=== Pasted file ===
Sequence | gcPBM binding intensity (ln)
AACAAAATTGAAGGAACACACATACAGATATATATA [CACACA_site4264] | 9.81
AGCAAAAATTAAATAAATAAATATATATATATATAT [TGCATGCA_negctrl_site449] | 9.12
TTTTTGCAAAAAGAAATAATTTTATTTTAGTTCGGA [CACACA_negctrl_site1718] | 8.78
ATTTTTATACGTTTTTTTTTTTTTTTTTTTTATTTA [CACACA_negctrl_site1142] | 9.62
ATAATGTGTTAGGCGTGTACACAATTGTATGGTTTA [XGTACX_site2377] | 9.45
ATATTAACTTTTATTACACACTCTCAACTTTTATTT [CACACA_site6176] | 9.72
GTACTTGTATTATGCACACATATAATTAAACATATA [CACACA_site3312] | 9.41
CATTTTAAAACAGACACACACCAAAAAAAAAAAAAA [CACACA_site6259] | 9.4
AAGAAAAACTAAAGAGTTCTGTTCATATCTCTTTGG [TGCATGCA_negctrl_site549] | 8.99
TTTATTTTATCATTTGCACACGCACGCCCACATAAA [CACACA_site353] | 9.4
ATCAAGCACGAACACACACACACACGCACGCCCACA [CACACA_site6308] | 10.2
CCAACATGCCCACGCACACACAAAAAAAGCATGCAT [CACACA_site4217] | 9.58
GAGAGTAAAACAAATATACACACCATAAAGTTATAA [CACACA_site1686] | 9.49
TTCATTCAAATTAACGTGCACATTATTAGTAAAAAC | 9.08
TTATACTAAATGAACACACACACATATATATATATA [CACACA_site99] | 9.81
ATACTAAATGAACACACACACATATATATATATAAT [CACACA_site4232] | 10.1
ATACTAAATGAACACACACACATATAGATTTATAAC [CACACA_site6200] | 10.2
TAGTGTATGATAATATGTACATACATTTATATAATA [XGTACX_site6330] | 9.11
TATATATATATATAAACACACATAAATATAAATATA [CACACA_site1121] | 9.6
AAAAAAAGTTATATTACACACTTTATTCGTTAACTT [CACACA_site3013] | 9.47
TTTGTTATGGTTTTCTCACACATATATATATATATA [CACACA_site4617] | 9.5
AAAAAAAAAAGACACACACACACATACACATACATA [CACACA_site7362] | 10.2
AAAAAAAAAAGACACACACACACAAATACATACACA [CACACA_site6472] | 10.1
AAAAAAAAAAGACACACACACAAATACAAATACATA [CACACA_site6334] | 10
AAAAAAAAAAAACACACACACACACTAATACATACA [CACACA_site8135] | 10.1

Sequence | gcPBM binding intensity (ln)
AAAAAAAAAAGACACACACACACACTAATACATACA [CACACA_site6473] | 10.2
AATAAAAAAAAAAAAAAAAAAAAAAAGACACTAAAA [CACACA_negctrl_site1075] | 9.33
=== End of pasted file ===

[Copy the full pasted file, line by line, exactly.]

Sequence | gcPBM binding intensity (ln)
AACAAAATTGAAGGAACACACATACAGATATATATA [CACACA_site4264] | 9.81
AGCAAAAATTAAATAAATAAATATATATATATATAT [TGCATGCA_negctrl_site449] | 9.12
TTTTTGCAAAAAGAAATAATTTTATTTTAGTTCGGA [CACACA_negctrl_site1718] | 8.78
ATTTTTATACGTTTTTTTTTTTTTTTTTTTTATTTA [CACACA_negctrl_site1142] | 9.62
ATAATGTGTTAGGCGTGTACACAATTGTATGGTTTA [XGTACX_site2377] | 9.45
ATATTAACTTTTATTACACACTCTCAACTTTTATTT [CACACA_site6176] | 9.72
GTACTTGTATTATGCACACATATAATTAAACATATA [CACACA_site3312] | 9.41
CATTTTAAAACAGACACACACCAAAAAAAAAAAAAA [CACACA_site6259] | 9.4
AAGAAAAACTAAAGAGTTCTGTTCATATCTCTTTGG [TGCATGCA_negctrl_site549] | 8.99
TTTATTTTATCATTTGCACACGCACGCCCACATAAA [CACACA_site353] | 9.4
ATCAAGCACGAACACACACACACACGCACGCCCACA [CACACA_site6308] | 10.2
CCAACATGCCCACGCACACACAAAAAAAGCATGCAT [CACACA_site4217] | 9.58
GAGAGTAAAACAAATATACACACCATAAAGTTATAA [CACACA_site1686] | 9.49
TTCATTCAAATTAACGTGCACATTATTAGTAAAAAC | 9.08
TTATACTAAATGAACACACACACATATATATATATA [CACACA_site99] | 9.81
ATACTAAATGAACACACACACATATATATATATAAT [CACACA_site4232] | 10.1
ATACTAAATGAACACACACACATATAGATTTATAAC [CACACA_site6200] | 10.2
TAGTGTATGATAATATGTACATACATTTATATAATA [XGTACX_site6330] | 9.11
TATATATATATATAAACACACATAAATATAAATATA [CACACA_site1121] | 9.6
AAAAAAAGTTATATTACACACTTTATTCGTTAACTT [CACACA_site3013] | 9.47
TTTGTTATGGTTTTCTCACACATATATATATATATA [CACACA_site4617] | 9.5
AAAAAAAAAAGACACACACACACATACACATACATA [CACACA_site7362] | 10.2
AAAAAAAAAAGACACACACACACAAATACATACACA [CACACA_site6472] | 10.1
AAAAAAAAAAGACACACACACAAATACAAATACATA [CACACA_site6334] | 10
AAAAAAAAAAAACACACACACACACTAATACATACA [CACACA_site8135] | 10.1

Sequence | gcPBM binding intensity (ln)
AAAAAAAAAAGACACACACACACACTAATACATACA [CACACA_site6473] | 10.2
AATAAAAAAAAAAAAAAAAAAAAAAAGACACTAAAA [CACACA_negctrl_site1075] | 9.33